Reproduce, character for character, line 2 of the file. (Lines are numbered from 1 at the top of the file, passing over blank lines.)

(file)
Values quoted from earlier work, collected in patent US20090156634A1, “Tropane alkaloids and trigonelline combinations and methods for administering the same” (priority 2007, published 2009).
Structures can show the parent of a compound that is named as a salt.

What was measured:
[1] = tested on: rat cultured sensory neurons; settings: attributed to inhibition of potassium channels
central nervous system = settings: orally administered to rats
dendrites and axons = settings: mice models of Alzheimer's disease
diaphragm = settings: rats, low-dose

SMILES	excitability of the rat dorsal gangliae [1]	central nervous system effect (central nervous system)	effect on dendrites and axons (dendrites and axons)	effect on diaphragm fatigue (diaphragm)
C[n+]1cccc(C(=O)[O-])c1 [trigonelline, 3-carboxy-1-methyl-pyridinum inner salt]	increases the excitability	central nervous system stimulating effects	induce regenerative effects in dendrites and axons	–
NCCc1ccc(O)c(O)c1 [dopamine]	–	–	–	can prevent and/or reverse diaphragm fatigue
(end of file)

Structures can show the parent of a compound that is named as a salt.